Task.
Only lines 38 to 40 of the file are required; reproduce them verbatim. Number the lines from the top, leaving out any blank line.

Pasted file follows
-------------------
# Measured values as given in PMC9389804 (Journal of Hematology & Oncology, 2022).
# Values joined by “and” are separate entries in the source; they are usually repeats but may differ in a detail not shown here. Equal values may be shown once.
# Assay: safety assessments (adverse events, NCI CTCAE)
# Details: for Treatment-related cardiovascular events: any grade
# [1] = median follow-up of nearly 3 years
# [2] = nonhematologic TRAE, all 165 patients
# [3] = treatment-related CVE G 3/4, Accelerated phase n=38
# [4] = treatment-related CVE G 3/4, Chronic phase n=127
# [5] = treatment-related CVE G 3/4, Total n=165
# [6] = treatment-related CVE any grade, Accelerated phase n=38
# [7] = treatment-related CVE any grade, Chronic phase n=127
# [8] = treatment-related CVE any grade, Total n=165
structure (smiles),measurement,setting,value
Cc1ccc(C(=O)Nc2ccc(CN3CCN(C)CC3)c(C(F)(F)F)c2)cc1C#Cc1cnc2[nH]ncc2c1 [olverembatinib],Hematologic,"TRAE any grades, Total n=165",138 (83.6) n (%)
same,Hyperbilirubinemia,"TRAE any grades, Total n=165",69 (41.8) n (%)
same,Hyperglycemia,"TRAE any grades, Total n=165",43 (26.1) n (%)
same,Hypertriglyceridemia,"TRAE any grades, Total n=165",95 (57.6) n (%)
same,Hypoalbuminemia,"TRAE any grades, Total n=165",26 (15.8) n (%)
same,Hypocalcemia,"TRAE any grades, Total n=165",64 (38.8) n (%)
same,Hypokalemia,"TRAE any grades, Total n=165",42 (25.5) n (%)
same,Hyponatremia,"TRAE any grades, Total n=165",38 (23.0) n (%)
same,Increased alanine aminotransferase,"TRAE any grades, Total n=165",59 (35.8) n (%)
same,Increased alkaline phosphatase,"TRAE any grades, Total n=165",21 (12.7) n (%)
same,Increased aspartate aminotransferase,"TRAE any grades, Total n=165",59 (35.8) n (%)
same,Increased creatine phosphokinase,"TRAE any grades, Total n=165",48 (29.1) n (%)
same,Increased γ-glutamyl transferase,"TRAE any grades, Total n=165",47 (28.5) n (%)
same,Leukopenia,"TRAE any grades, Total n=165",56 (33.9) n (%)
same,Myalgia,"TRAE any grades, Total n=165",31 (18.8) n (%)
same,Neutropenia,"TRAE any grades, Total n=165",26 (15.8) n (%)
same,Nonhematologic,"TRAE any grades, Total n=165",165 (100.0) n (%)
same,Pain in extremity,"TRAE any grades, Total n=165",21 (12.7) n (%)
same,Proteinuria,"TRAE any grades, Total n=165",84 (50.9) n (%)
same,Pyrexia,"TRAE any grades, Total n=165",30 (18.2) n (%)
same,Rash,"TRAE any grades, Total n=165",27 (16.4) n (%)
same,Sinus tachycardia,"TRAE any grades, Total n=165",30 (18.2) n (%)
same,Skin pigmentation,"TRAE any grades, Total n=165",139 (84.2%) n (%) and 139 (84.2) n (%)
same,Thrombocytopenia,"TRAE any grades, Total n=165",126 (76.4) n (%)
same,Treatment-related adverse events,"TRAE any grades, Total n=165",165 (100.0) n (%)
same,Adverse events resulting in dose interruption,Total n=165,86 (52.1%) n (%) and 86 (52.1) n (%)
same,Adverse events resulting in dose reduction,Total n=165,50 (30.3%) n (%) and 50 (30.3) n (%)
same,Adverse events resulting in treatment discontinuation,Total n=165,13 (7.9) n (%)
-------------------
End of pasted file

same,Treatment-related adverse events,"TRAE any grades, Total n=165",165 (100.0) n (%)
same,Adverse events resulting in dose interruption,Total n=165,86 (52.1%) n (%) and 86 (52.1) n (%)
same,Adverse events resulting in dose reduction,Total n=165,50 (30.3%) n (%) and 50 (30.3) n (%)